High street retailer Marks and Spencer (M&S) has introduced two current accounts with a setting up charge of £20 and £15 respectively, it has been announced today.
Customers must pay £20 a month for a Premium Current Account providing insurance and £15 for the same account without the added bonus of protection cover included in the payment.
Working in partnership with HSBC, the retailer will be the first fee paying rather than free bank account in the UK.
HSBC has come under fire this week over claims that it aided money laundering activities for clients affiliated to Mexican drug gangs as well as other organisations including al-Qaeda, and last night its Chief Compliance Officer David Bagley resigned from his post.
M&S promises numerous benefits as part of its new service, including an automatic £500 overdraft with the first £100 interest free and access to a savings account with a fixed rate of 6.00 per cent AER/gross.
Colin Kersley, CEO of M&S Bank says that even though there is a charge to set up an account initially there are no hidden payouts down the line.
“With over 25 years in personal finance, our loyal customers trust us to deliver the products and services that are right for them,” he said.
“A current account is the natural next step and we have designed this product with our customers in mind – combining the exclusive M&S benefits they love, with a transparent account structure that has no hidden fees.”
Customers will need to register for an account ahead of the official launch of these services in October.
Despite assertions from the retailer that the new accounts provide transparency, the Financial Services Authority has recently investigated new fashioned accounts with added costs and is worried that consumers are spending unnecessarily on services they do not utilise.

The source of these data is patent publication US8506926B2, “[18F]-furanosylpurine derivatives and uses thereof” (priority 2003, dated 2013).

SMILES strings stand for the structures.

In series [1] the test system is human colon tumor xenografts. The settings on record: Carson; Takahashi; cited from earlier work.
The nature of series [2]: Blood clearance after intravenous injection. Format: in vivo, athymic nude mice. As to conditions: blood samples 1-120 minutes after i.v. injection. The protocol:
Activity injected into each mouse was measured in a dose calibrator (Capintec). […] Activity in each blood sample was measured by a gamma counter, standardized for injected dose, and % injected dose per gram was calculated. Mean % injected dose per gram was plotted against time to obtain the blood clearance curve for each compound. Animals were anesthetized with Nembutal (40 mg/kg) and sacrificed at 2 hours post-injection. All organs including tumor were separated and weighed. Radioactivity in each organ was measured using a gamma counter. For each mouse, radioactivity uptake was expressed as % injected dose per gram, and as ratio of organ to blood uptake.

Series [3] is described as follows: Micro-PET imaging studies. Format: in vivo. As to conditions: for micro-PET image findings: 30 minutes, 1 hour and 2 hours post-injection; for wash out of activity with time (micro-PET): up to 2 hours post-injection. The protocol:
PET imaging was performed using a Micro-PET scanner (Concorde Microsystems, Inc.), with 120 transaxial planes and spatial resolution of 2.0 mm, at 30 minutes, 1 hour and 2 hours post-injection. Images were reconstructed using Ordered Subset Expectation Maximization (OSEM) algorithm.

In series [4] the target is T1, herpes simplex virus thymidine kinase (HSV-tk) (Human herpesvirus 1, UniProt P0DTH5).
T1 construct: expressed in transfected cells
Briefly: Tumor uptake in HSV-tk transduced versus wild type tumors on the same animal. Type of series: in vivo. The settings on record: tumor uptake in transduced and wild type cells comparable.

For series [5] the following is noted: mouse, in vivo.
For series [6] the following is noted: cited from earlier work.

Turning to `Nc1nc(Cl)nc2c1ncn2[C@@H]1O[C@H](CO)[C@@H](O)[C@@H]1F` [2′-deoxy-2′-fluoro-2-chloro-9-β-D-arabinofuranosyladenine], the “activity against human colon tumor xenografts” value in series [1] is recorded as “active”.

Neil Saunders, Managing Director at analyst group Conlumino, believes that it could be a risk for customers to switch accounts to a newly launched service.
He told Retail Gazette: “While it’s not unusual for premium current accounts to levy an annual charge, it’s a risky strategy for a new entrant as it restricts the pool of potential customers.
“Getting customers to change bank accounts has always been notoriously difficult and charges may well act as a further barrier to switching.
“That said, the M&S account does have some interesting features and added value benefits which will be of interest to loyal M&S shoppers.
“In this sense, there is some differentiation from other accounts already out there.”
Boyes-Weston will replace Buying and Design Director Helen Low and a spokesperson today confirmed that Low will join George at Asda following her departure.
“Helen Low has decided to leave M&S; she leaves with our thanks and very best wishes for the future,” the spokesperson added.